Harvesting paddlefish for caviar production.

Harvesting paddlefish for caviar production.

The aquaculture industry, or fish farming, is growing rapidly across the country. Ohio producers are a step ahead, thanks to the resources available at the Ohio Center for Aquaculture Research and Development (OCARD) at Ohio State University’s (OSU) Piketon South Centers.

Aquaculture was one of the original programs installed at the South Centers. Laura Tiu, director of the aquaculture extension program, has been there for 16 years.

“The center is two-prong, and features research and the extension program,” says Tiu. “We focus on outreach and training to help develop a sustainable aquaculture industry in the state. We serve existing fish farmers as well as beginners.”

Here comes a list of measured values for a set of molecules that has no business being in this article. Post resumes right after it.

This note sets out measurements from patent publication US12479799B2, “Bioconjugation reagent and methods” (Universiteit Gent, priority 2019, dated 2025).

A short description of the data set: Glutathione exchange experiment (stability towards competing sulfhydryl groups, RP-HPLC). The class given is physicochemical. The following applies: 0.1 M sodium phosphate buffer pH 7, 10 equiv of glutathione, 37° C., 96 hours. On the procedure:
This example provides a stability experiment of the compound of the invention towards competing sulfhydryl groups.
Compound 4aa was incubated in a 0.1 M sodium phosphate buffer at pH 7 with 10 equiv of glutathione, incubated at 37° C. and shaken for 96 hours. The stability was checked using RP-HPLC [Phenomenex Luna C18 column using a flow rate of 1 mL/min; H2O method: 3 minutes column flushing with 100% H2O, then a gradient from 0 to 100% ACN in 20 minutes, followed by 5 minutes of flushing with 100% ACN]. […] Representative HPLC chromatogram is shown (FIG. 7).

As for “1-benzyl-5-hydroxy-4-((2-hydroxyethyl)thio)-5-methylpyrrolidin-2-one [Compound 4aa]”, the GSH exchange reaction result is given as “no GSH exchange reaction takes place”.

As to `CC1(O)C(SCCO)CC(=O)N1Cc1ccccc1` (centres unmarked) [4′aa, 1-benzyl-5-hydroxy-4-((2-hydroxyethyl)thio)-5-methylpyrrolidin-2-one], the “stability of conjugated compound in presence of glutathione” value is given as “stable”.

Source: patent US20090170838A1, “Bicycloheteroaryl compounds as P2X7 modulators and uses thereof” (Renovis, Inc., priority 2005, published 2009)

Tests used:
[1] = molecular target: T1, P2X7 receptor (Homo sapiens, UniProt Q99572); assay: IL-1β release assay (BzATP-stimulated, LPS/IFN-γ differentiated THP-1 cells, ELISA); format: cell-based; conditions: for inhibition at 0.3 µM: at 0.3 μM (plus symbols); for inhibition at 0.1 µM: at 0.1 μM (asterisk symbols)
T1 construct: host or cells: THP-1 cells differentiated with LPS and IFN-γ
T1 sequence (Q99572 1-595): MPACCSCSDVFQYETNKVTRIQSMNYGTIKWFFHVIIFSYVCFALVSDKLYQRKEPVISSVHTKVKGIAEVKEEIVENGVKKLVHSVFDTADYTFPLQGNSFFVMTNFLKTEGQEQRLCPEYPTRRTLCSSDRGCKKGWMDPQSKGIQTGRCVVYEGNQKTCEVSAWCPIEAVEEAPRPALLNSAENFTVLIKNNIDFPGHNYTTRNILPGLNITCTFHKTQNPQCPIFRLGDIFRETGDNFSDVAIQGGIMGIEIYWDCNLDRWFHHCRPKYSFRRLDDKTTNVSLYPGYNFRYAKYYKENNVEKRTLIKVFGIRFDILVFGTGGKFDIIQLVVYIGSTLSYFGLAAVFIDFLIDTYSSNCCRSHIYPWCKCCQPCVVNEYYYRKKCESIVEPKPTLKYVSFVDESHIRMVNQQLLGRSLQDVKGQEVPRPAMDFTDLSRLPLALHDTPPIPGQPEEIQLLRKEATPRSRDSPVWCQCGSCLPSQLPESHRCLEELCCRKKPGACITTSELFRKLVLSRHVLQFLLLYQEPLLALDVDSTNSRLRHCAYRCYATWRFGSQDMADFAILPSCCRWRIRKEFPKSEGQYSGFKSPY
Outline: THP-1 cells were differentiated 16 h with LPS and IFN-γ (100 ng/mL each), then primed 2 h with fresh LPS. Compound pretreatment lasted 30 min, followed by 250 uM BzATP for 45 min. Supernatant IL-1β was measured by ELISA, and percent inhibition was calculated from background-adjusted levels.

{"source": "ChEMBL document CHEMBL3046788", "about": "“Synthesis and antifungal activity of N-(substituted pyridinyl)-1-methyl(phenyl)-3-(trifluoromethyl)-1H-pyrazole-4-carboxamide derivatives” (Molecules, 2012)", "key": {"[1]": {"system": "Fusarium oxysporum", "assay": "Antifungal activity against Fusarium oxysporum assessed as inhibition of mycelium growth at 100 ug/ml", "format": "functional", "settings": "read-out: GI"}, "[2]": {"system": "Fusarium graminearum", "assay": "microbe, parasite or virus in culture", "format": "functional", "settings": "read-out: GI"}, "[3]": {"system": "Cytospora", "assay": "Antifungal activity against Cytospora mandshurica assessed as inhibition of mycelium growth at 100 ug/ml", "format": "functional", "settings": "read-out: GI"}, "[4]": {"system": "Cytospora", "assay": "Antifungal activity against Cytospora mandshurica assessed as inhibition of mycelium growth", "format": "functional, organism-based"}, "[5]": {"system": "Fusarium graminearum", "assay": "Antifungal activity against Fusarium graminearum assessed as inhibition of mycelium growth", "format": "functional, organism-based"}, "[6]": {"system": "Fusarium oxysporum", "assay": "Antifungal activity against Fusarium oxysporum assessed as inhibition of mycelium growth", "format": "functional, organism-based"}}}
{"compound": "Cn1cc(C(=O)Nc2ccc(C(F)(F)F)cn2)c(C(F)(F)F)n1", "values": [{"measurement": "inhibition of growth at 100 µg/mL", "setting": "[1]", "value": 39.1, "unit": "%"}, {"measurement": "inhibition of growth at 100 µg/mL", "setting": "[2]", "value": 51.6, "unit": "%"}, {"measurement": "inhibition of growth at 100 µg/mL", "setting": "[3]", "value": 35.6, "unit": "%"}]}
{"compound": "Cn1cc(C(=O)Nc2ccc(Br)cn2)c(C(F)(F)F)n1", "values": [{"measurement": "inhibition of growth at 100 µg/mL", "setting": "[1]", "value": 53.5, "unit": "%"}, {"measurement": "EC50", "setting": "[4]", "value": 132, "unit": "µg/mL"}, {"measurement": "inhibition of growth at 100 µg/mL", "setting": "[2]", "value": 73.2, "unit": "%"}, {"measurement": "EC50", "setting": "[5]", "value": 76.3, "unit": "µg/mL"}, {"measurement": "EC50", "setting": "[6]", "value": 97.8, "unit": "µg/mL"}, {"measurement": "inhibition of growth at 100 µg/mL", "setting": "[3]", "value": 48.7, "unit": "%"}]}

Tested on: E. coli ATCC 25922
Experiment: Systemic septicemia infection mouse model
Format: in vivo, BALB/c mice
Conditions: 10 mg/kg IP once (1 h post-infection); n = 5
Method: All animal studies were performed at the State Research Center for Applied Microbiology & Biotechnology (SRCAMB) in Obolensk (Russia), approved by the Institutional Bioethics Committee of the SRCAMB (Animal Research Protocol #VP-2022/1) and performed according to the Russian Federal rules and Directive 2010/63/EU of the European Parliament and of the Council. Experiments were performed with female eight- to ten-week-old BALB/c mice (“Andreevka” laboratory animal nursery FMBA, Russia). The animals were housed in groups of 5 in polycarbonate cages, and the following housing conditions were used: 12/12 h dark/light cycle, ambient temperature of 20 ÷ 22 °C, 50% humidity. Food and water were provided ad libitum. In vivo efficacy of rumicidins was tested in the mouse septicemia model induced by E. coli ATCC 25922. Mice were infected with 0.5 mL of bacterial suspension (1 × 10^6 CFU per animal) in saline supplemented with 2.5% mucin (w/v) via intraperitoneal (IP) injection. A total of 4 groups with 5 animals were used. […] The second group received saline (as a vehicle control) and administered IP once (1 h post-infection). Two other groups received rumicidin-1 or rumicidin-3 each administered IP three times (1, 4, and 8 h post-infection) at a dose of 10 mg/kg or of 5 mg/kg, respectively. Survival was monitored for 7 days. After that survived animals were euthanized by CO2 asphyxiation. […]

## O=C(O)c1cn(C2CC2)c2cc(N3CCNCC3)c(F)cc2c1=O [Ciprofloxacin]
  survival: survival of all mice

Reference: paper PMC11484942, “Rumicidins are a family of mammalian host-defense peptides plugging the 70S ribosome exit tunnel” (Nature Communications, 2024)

The licensed fish farms in Ohio have access to workshops and conferences put on by the center, plus publications, social media, website and emails from OCARD.

“We hold an aquaculture boot camp for beginning farmers,” says Tiu, which features three levels of training for everyone beginning a commercial fish farm to those who simply want to provide food for their families.

The second prong of OCARD focuses on research. The center is home to a state-of-the-art genetics lab where researchers focus on genetic breeding, nutrition and feed, as well as stress and disease. Most research focuses on yellow perch, one of the main species bred in Ohio.

Of the 200 fish farms in Ohio, 24 are large operations that require full-time employees, while the rest are smaller operations, mostly on diversified farms. Tiu says the majority of Ohio’s fish are sold into pond stocking or live fish targeted toward ethnic markets. Ohio, Chicago and other parts of the East Coast top the list of final destinations.

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“We want to continue the development of aquaculture at all levels of the state,” Tiu says.


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